Written by Brittany Shaffer, a twenty-something yuppie with a mind for finance and business
One major problem that people in their twenties and thirties are facing is the lack of knowledge about managing their finances. Advice they may (or may not) have received from their parents is not always sufficient because times, money, and economics were different, even just thirty years ago. Many individuals have received little or no financial education or advice from parents, educators, or anyone else for that matter. As an individual in my twenties, I’ve decided to study personal finance as much as I can in order to make sure that I am prepared to make the smartest financial decisions I can. In today’s post, I would like to share some advice with you, and a recommendation to read Get a Financial Life by Beth Kobliner.
I picked up this book in a book store and was at first a little skeptical because it was published in 1996. The link I’ve provided above is for a more recent edition, which I am sure is even more useful than the copy that I read. Even though it was slightly older, I was still able to find useful nuggets of truth in it.
This book is divided into sections about talks about saving money, insurance types, retirement, bank accounts, debt elimination, investing, and more. Each section offers detailed information relevant to what a twenty-something year old should be thinking about their finances. The problem lies in the fact that many are NOT thinking about them. They’ve been told to not worry about their retirement or other finances until they are older. After all, twenty is still young, right? WRONG. This is precisely the time that individuals need to be considering their financial situation and making adequate provisions for the future.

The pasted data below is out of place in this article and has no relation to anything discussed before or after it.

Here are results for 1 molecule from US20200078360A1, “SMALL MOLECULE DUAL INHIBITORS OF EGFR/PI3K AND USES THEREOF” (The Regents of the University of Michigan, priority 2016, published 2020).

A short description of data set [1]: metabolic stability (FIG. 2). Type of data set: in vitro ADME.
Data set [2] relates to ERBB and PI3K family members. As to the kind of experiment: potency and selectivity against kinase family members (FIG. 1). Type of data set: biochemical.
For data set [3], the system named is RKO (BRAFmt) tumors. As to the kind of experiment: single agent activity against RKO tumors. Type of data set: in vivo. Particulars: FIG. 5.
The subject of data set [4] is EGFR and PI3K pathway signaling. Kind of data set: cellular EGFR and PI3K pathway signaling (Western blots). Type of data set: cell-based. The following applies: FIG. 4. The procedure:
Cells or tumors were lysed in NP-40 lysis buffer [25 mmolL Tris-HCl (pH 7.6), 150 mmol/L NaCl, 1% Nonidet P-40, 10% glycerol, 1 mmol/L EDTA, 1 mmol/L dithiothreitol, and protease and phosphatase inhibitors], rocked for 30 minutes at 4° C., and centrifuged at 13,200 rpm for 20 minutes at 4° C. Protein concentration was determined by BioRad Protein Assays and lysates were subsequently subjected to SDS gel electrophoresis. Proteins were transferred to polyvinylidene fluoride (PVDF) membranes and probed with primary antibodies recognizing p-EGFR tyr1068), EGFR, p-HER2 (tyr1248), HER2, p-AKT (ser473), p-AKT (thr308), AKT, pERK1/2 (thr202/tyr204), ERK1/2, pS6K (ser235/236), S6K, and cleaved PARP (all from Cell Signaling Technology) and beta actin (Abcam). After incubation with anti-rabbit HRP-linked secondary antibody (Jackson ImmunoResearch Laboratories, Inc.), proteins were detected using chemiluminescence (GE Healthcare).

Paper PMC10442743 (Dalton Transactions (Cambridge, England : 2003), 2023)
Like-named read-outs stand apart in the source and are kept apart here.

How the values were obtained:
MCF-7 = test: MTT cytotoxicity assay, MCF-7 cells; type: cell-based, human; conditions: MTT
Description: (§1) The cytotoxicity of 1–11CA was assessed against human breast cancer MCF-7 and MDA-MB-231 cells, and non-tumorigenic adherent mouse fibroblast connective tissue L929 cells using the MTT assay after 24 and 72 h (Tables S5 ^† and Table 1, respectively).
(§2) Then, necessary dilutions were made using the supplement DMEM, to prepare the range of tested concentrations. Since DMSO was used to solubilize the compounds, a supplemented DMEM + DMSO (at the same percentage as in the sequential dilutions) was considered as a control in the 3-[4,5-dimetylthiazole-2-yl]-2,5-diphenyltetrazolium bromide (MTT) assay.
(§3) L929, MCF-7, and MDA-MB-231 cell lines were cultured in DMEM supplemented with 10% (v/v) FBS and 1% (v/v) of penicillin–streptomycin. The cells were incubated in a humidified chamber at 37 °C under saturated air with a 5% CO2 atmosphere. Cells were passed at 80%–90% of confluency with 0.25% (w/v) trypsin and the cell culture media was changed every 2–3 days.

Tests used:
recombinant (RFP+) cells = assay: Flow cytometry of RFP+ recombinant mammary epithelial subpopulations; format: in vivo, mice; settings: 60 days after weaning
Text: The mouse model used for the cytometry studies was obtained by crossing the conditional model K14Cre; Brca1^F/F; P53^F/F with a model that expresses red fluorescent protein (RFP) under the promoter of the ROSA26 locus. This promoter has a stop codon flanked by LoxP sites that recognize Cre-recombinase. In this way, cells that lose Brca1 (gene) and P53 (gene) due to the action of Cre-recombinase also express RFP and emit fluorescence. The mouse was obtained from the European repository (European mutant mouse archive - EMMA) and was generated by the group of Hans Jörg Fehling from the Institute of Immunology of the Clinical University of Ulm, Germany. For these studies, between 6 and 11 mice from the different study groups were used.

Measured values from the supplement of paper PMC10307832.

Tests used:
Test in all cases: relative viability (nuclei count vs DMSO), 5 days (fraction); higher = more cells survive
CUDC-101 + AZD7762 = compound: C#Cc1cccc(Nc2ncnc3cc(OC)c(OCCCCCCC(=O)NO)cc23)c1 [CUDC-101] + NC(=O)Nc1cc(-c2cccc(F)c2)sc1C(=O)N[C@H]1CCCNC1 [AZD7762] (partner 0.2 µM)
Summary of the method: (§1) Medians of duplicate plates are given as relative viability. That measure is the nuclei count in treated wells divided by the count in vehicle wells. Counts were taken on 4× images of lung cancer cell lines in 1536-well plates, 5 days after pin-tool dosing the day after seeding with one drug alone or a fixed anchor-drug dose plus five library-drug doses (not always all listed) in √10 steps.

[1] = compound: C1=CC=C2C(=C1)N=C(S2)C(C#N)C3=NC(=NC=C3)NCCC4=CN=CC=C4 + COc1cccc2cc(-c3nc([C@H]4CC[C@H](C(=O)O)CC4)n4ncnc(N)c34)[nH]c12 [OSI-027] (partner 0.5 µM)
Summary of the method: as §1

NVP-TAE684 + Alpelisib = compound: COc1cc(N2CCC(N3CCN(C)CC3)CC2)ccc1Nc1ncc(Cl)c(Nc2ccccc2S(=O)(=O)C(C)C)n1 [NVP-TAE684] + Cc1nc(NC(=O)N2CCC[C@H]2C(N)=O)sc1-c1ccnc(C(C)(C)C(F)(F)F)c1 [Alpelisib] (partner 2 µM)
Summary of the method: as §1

Beth Kobliner does a great job of helping you understand just what steps you need to be taking to make sure that are preparing yourself for your financial future. As someone who has struggled at times to understand complicated financial jargon (especially as it relates to areas like insurances and IRAs and 401k accounts), this book is an excellent resource at helping you sort through the jargon to understand what you need to know and how to apply it to your life.
I highly recommend this as a must read for anyone in their twenties or thirties, whether you think you have a grip on your financial life or not.